Love and Bridges

by

02/01/2005

1 grand st brooklyn ny 11211

Neighborhood: Across the River, Brooklyn

Allie once told me that if two people meet on a bridge, they will almost always fall in love.

“I read it in my psychology textbook,” she said. “They have to meet on a bridge.”

I glanced across the river at the orange lights of the Williamsburg Bridge and imagined myself flagging down the next available bike messenger as he flew over the arc of the pedestrian overpass. I imagined myself crouching in the shadows, lying in wait. Allie rummaged through her bag and withdrew a flashlight and a spiral-bound notebook. She flicked on the light and flipped the book open to a dog-eared page.

“If two people meet on a bridge they will almost always fall in love,” she read aloud. “It’s a reaction against chaos. The bridge is perceived by the body to be a threat to one’s safety. We understand logically that we’re safe, but the primal parts of us don’t. We’re unstable, so we grasp for stability. The grasp is falling and the stability is love.”

“I can’t picture myself meeting anyone but muggers on the bridge right now,” I said. It was two-thirty in the morning on a Tuesday night. The smell of salt water, seaweed, and sewage rose and fell with the breeze that lifted off of the East River and scattered the garbage that littered the park.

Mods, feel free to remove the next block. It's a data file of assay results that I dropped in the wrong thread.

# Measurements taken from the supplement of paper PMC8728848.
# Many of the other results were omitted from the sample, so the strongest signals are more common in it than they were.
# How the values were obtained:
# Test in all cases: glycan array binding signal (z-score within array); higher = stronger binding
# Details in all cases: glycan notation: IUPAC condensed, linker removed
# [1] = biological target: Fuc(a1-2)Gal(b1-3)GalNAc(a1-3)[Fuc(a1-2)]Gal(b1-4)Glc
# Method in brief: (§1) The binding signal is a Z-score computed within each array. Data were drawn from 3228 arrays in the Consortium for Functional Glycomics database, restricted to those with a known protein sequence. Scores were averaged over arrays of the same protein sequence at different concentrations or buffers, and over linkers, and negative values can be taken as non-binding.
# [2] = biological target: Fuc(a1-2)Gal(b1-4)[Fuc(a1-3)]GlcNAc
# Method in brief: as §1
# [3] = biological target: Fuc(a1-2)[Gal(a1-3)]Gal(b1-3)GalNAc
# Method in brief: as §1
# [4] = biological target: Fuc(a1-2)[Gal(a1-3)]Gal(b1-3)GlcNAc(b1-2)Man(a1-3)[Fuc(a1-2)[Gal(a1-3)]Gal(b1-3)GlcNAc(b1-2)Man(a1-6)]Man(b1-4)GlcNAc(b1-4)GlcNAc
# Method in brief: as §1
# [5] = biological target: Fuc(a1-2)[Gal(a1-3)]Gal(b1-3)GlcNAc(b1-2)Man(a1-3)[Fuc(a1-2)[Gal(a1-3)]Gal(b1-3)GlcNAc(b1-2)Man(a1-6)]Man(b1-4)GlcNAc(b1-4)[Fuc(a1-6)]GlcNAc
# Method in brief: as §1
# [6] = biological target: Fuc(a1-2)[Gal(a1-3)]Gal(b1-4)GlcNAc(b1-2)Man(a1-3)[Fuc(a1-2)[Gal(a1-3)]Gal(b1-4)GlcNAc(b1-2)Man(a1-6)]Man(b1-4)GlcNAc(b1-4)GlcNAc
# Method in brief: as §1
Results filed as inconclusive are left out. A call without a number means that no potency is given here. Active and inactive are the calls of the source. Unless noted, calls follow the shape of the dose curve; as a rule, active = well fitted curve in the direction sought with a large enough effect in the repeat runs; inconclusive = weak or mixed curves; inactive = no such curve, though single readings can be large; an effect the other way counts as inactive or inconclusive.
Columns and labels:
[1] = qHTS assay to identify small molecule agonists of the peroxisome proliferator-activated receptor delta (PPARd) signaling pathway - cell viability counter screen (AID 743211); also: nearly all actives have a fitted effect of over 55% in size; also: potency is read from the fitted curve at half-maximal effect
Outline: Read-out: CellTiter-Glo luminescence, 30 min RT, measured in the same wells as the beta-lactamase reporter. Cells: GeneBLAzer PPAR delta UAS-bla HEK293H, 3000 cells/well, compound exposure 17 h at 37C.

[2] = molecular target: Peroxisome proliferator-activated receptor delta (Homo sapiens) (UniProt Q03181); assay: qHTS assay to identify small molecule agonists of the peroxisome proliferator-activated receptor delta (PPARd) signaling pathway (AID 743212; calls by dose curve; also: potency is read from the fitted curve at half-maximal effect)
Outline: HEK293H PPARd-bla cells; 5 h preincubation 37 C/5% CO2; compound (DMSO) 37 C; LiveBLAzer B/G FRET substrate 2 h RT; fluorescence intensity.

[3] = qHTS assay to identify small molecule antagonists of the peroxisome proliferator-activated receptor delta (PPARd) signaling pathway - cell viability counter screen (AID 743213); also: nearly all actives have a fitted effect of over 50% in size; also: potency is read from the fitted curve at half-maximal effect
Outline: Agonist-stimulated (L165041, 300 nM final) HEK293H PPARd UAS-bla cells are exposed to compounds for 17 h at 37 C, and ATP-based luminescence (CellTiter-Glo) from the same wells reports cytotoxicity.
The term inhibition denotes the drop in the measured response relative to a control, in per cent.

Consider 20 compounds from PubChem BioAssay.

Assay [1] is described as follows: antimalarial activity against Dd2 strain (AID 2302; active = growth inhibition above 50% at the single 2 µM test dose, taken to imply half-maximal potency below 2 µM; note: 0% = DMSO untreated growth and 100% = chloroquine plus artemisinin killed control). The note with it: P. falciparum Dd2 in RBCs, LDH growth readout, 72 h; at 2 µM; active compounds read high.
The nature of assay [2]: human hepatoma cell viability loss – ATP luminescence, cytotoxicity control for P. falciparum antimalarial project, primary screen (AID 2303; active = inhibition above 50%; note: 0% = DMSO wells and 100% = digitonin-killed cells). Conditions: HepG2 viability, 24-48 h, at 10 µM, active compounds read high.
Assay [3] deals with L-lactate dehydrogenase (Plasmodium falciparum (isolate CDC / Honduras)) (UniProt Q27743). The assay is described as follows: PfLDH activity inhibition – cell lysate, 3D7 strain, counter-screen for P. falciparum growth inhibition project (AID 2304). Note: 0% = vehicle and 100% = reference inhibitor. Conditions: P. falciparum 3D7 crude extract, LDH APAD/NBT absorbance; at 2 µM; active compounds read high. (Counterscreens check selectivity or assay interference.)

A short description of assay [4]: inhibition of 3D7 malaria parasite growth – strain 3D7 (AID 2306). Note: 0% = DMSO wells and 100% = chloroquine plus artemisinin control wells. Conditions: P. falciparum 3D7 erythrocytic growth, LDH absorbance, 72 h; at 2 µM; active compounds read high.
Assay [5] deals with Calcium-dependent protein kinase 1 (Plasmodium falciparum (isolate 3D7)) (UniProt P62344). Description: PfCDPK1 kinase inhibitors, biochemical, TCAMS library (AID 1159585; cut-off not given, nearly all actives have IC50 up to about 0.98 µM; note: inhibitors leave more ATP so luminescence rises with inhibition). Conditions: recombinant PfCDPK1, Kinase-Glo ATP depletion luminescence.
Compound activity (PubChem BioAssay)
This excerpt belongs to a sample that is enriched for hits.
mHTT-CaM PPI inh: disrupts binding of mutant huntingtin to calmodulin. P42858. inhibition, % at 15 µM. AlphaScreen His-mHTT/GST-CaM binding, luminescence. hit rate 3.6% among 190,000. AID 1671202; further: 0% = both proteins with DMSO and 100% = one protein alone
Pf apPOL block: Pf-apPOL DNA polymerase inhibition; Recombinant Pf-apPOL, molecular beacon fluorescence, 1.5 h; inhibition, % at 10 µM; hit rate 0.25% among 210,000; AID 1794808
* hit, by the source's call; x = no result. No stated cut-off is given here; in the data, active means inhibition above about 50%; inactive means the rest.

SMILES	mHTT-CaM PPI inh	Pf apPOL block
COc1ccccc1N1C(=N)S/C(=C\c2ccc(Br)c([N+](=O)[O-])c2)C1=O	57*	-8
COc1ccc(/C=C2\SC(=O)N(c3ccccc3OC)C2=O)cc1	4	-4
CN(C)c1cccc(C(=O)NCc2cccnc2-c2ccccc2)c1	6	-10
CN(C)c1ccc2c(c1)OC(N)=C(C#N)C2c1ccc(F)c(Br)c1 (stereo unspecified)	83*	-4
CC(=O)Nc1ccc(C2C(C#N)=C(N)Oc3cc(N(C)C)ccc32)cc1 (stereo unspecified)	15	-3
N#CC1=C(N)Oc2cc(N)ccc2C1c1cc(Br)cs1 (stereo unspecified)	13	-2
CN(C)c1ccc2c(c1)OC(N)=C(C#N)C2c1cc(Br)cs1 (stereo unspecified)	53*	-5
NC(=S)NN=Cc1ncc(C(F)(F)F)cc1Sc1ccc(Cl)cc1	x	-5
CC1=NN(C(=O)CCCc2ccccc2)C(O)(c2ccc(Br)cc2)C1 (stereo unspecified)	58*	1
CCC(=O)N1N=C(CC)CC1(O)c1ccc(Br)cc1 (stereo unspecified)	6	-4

“I’m not talking about bridges,” Allie said.

I looked at her like she was crazy.

“I’m talking about when Lucy hitchhiked across the country and fell in love in New Orleans.”

Our friend Lucy left college halfway through her sophomore year to take to the streets and like Kerouac, type – not write – the Great American Novel. Her original plans were to go Los Angeles, then up the west coast and back, but she fell in love with an accordion player named Dallas as soon as she hit the Big Easy. Lucy’s letters described the heat and his hair and I figured it must have had something to do with the humidity and the rum and the damp, swampy air that snags some people in their lower latitudes and ropes them into staying. According to Allie, it had nothing to do with the air or his hair or his accordion or steel-stringed guitar. Lucy’s luck in love had everything to do with a bridge.

“Not the Williamsburg Bridge,” Allie groaned, rolling her eyes. “Lucy was on a bridge. I was speaking metaphorically.”

She shoved the flashlight under her chin and made a horrible face, then grinned and flicked off the light.

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